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    Actually it's Right click to Local DTC -> Properties -> Security – Otto Abnormalverbraucher Jan 19 '17 at 13:47

You should see innerException to see what the inner cause of throwing of error is.

In my case, the original error was:

Unable to open the physical file "D:\Projects2\xCU\xCU\App_Data\xCUData_log.ldf". Operating system error 5: "5(Access is denied.)". An attempt to attach an auto-named database for file D:\Projects2\xCU\xCU\App_Data\xCUData.mdf failed. A database with the same name exists, or specified file cannot be opened, or it is located on UNC share.

which solved by giving full permission to current user for accessing related mdf and ldf files using files' properties.


I found the problem was that I had the server path within the connection string in one of these variants:


When really I should have:


For some reason I got the error whenever it had difficulty locating the instance of SQL.

  • 6
    That might be because you don't have named pipes enabled as a connection method for SQL Server. – Paul Nov 21 '11 at 14:29
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    @Paul, thanks. It was likely that as it was a new installation of SQL, which rolls out with named pipes disabled. Thanks for the heads-up. +1 – dooburt Dec 5 '11 at 12:48
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    Thanks for this, I had this issue due to named pipes being disabled. – Patrick Allwood Apr 1 '14 at 8:01

This is common issue only. Even I have faced this issue. On the development machine, configured with Windows authentication, it is worked perfectly:

<add name="ShoppingCartAdminEntities" connectionString="metadata=res://*/ShoppingCartAPIModel.csdl|res://*/ShoppingCartAPIModel.ssdl|res://*/ShoppingCartAPIModel.msl;provider=System.Data.SqlClient;provider connection string=&quot;data source=.\SQlExpress;initial catalog=ShoppingCartAdmin;Integrated Security=True;multipleactiveresultsets=True;application name=EntityFramework&quot;" providerName="System.Data.EntityClient" />

Once hosted in IIS with the same configuration, I got this error:

The underlying provider failed on Open

It was solved changing connectionString in the configuration file:

<add name="MyEntities" connectionString="metadata=res://*/ShoppingCartAPIModel.csdl|res://*/ShoppingCartAPIModel.ssdl|res://*/ShoppingCartAPIModel.msl;provider=System.Data.SqlClient;provider connection string=&quot;data source=MACHINE_Name\SQlExpress;initial catalog=ShoppingCartAdmin;persist security info=True;user id=sa;password=notmyrealpassword;multipleactiveresultsets=True;application name=EntityFramework&quot;" providerName="System.Data.EntityClient" />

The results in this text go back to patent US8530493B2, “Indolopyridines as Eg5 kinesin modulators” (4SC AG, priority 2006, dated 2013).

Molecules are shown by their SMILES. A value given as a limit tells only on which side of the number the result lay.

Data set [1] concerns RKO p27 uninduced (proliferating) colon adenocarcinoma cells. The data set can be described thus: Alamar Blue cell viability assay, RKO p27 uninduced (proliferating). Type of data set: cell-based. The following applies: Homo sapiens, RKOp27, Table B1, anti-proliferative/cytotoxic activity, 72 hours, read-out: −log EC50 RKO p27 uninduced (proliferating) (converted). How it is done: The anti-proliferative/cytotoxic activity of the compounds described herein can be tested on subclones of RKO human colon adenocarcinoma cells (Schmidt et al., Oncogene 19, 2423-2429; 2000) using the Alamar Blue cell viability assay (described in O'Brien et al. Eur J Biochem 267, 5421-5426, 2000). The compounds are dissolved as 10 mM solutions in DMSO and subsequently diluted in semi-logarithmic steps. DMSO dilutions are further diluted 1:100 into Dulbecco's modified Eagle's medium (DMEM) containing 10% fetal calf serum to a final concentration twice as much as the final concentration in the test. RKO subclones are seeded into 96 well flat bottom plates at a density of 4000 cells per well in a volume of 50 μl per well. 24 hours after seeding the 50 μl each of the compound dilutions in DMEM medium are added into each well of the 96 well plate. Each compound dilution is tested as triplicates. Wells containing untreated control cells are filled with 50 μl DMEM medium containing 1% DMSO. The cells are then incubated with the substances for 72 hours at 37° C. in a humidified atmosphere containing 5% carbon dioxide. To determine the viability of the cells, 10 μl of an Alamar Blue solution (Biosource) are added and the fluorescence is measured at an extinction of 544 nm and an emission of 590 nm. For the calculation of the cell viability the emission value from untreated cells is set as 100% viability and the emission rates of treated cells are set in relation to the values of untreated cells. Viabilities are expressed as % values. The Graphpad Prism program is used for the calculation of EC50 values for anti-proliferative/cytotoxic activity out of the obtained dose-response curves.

Other common mistakes could be:

  1. Database service could be stopped
  2. Data Source attributes pointing to a local database with Windows authentication and hosted in IIS
  3. Username and password could be wrong.
  • For me the issue was when I created the EF data model it created a connection string that uses the login data from the Data Connections in VS . No user or password was in the connection string so , remove Integrated Security=True and replace it with user id=sa;password=notmyrealpassword to fix this deployment issue . – LostNomad311 Jun 1 '18 at 21:00

When you receive this exception, make sure to expand the detail and look at the inner exception details as it will provide details on why the login failed. In my case the connection string contained a user that did not have access to my database.

Regardless of whether you use Integrated Security (the context of the logged in Windows User) or an individual SQL account, make sure that the user has proper access under 'Security' for the database you are trying to access to prevent this issue.

  • I've got the same issue as the original post, verified my hostname, and verified in the inner exception that I'm using the correct user name. SSMS user security looks correct -- the SQL Server account is set up properly and has public access to the database. But, login failed. – Codes with Hammer Feb 18 '14 at 17:06